This skill is the most important skill for a small business, taken from smart marketing techniques used by “silent millionaires” everywhere. It’s so basic, so simple, that it’s easy to underestimate, especially since so many people think they’re doing it right, but aren’t.

It is learning to build and sell to an email list.

Not anything revolutionary, but so incredibly useful. It’s what real marketers learn to do first — and it’s responsible for my being profitable on the first day I offered something for sale.

12 thoughts on “The role of publishers (according to a profitable publisher)

  1. […] This post was mentioned on Twitter by Kat M, Chris Wright. Chris Wright said: RT @adelejournal: The role of publishers, according to a successful publisher, + free tutorial on self-marketing: […]

  2. I *love* this blog post, and from what I’ve read so far, your eBook on marketing. WOW.

    My husband and I were forced to leave our publisher last year not only because they didn’t do any promotion, but they couldn’t keep the books in print! They were asking us to order more books from them, so they could print more!


    As for the $40K in marketing… Ethan and I spend more than that last year on our year-long book tour. In the world of marketing, $40K is peanuts.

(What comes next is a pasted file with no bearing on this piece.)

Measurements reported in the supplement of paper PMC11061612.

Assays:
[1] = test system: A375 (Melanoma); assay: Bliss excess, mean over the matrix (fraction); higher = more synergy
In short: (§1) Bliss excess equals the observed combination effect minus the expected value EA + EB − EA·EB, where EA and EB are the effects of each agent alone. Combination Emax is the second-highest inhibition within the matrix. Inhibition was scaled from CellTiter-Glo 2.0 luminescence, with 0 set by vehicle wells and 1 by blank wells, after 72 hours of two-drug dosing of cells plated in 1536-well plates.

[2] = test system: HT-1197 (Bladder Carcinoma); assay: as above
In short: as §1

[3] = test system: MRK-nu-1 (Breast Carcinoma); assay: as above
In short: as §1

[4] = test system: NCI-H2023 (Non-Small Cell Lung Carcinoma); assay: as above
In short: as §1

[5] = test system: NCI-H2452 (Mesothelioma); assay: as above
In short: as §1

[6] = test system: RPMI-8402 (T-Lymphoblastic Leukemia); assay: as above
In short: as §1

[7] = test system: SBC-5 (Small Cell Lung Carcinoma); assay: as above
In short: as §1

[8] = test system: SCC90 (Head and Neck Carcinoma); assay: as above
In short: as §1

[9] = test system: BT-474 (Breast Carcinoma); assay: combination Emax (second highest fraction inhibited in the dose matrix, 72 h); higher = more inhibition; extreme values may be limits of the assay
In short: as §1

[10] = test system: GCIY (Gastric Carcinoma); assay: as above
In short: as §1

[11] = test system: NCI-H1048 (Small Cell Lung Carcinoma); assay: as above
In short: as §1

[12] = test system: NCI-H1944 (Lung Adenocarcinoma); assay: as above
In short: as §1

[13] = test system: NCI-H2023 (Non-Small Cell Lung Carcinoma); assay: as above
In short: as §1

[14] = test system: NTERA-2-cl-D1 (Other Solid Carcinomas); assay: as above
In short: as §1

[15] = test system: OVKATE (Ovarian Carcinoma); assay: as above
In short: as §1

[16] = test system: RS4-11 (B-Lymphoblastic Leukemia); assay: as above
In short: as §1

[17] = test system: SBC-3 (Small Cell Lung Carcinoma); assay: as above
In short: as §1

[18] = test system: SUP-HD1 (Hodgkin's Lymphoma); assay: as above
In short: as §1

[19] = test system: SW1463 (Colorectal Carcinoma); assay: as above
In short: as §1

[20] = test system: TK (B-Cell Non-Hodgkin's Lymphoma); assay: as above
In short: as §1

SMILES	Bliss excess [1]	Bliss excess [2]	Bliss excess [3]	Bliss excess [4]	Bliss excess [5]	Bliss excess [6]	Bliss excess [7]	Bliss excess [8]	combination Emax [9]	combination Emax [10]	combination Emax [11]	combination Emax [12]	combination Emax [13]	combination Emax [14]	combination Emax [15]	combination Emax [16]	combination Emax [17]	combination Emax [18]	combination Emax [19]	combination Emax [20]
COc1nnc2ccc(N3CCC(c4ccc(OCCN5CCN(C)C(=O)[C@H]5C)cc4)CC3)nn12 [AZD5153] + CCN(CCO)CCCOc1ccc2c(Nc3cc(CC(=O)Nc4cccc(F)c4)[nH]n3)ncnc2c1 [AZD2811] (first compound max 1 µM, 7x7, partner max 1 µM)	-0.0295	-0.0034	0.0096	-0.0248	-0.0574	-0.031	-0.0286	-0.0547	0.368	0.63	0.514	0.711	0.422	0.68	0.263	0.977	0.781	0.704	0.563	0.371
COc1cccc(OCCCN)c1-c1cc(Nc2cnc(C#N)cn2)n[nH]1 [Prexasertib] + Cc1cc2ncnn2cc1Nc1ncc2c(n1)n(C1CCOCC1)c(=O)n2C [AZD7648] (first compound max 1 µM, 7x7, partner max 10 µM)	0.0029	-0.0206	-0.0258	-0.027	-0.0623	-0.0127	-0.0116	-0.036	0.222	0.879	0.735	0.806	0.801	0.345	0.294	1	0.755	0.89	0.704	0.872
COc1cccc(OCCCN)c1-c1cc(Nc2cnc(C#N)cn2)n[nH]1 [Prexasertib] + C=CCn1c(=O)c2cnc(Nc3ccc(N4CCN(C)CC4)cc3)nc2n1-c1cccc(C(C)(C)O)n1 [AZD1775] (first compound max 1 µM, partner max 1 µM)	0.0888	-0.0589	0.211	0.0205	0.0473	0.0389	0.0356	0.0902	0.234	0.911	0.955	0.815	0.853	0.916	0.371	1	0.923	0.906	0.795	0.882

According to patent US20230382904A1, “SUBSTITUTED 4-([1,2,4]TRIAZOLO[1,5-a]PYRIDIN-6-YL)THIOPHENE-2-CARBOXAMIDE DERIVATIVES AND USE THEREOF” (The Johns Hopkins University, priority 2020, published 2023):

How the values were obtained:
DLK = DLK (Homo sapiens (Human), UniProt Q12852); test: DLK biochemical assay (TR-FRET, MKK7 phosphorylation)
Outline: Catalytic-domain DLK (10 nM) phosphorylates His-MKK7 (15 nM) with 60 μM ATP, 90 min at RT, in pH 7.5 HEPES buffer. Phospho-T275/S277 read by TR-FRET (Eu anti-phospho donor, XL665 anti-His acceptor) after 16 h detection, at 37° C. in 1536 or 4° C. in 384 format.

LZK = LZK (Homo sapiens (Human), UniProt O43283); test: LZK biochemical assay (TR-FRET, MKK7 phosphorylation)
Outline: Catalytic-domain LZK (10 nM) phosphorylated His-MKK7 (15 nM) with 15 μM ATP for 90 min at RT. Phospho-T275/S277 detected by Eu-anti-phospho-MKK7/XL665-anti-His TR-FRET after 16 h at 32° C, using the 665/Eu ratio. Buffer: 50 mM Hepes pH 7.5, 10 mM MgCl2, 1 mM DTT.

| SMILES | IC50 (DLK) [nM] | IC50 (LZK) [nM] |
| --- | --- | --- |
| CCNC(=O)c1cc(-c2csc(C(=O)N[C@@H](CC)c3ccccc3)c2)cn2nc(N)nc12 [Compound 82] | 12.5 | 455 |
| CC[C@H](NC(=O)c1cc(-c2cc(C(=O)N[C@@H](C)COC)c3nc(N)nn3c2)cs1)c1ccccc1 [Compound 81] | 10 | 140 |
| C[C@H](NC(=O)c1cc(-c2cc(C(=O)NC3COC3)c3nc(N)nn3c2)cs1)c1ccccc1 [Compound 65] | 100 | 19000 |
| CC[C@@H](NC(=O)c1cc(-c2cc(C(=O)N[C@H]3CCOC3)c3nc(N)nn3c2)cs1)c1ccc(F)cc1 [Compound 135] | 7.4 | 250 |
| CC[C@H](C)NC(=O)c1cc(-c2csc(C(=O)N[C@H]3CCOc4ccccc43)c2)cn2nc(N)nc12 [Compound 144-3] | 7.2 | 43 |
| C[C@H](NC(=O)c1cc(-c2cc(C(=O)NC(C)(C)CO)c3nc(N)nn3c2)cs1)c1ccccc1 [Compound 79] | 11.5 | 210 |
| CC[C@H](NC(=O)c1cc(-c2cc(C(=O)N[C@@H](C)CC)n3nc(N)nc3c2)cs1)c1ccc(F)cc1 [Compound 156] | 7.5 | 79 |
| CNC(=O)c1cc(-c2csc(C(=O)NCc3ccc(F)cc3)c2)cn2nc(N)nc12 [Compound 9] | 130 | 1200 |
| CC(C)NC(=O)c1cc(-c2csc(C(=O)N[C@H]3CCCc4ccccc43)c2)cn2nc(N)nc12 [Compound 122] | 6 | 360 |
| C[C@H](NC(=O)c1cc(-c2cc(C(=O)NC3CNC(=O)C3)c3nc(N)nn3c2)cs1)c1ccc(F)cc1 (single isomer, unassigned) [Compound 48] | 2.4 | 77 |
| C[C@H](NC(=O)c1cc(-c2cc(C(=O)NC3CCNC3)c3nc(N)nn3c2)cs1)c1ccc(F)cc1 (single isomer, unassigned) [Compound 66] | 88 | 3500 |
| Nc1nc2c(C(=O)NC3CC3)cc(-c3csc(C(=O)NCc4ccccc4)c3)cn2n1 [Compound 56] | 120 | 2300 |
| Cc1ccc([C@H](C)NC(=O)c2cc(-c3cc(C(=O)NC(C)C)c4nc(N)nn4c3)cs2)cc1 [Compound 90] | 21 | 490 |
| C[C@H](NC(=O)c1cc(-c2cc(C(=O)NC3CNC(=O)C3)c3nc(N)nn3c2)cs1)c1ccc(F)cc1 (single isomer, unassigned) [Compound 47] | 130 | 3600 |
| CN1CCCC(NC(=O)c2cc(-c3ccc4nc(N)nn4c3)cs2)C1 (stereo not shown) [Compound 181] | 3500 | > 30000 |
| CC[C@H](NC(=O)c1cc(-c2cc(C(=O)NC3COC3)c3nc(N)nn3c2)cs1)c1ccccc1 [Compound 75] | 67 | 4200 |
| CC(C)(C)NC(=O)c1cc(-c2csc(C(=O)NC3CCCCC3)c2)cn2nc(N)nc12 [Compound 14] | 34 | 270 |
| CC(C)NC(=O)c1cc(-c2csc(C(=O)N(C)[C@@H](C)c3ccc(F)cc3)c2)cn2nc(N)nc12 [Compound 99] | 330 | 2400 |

Something like Avatar, which you see *everywhere* is a multi-multi-million dollar marketing campaign.

    It’s an uphill battle.

  3. Social comments and analytics for this post…

    This post was mentioned on Twitter by adelejournal: The role of publishers, according to a successful publisher, with free tutorial on self-marketing:

  4. Thanks, Christine. The whole blog is my opinion, of course, but it’s opinion based on real life experience. It’s very frustrating to me as a reader, knowing that I probably won’t experience the best of what authors have to give, simply because they have to split their time doing someone else’s job.

    The least I can do is make a self-marketing writer’s life a little easier. Let me know if you have any questions. I should have mentioned that I didn’t really have a beta tester for this tutorial, so it may be quite rough in spots!

  5. What a great post.

    You’ve just restored my faith that there ARE good publishers out there. My own publisher did nothing to market my book. I’ve had to get out there to TRY and get my name out on the internet in order for people to know that I even exist.

    I’ve written numerous articles and Hubpages, run two blogs, made inroads on Twitter, Facebook and LinkedIn, all of it in an attempt to let people know that I’m here – all of it using up time that would have been better utilised in writing novels.

    I am a writer not a marketeer. I feel cheated.